Tuesday, August 10, 2004

Video: The Point (1971)

When I was growing up, I must have watched this animated special every time it aired. It debuted on DVD a few months ago, and I realized I didn’t remember anything about it.

Other than the premise, which is admittedly hard to forget. In a village where everything has a point – including the heads of the villagers – a boy (voiced by Bobby Brady himself, Mike Lookinland) born with a normal head is ostracized and eventually banished because of it. Heavy stuff for a seven-year-old.

The show is definitely a product of its era, filled with counterculture thinking that dates it somewhat. It’s billed as a fable, but even on those terms it’s obvious and a bit repetitive. It would be tough getting a kid to sit through this today. And the ending doesn’t exactly make sense. Young Oblio returns to the village with the understanding that everything in life has a point. (I said it was obvious.) The evil Count removes Oblio’s hat and is shocked to see that now Oblio, too, has a point. Great. I’m with you so far. Then all the points in the village disappear, including the ones atop the people’s heads ... except for Oblio’s. I guess the poor little bastard is destined to be a freak no matter what.

I was at a loss to explain what I responded to in the show until the sequence with the giggling fat women dancing in the buff. Then it all came back to me. Nope, nothing inappropriately sexual here.

The animation by Fred Wolf, who would later work on the landmark TV special FREE TO BE ... YOU & ME, is witty and engaging. You can see the influence his style had on later artists like Bill Plympton. The redoubtable Paul Frees contributes wonderful voice work. But the music by Harry Nilsson holds the entire enterprise together. The DVD has an option that allows you to skip directly to each song. I should have taken advantage of it.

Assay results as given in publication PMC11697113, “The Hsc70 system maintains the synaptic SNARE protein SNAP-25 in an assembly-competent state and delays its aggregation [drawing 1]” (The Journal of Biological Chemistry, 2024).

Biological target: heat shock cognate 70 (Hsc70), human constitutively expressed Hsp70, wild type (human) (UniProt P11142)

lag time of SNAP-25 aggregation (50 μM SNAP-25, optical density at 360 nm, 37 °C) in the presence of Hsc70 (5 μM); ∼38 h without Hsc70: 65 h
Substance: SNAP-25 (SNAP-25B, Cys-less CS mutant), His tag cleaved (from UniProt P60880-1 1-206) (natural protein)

Dustin Hoffman narrated the original; in the home video release it’s Ringo Starr. According to the IMDb, one version featured narration by Alan Thicke. I’ll bet his take worked very well. Believe it or not, Thicke can be very funny. I have fond memories of his work as deluded local talk show host Dennis Dupree on the short-lived sitcom HOPE & GLORIA with Cynthia Stevenson.

Miscellaneous: Links

Salon’s Charles Taylor is an interesting film critic, even though I seldom agree with him. You’ll need a Salon day pass to read his latest piece on the budding cinema of dislocation, but it’s worth it. The essay convinced me to take a look at LARA CROFT: THE CRADLE OF LIFE, “the only adventure movie since THE MASK OF ZORRO that can be called romantic.” As if I need an excuse to watch Angelina Jolie.

Elsewhere, Dan Chiasson reviews the first wave of lad lit. TV Barn fears for the future of Trio. (Courtesy of GreenCine Daily.) And from Sarah Weinman, a great, far-ranging interview with espionage novelist Charles McCarry.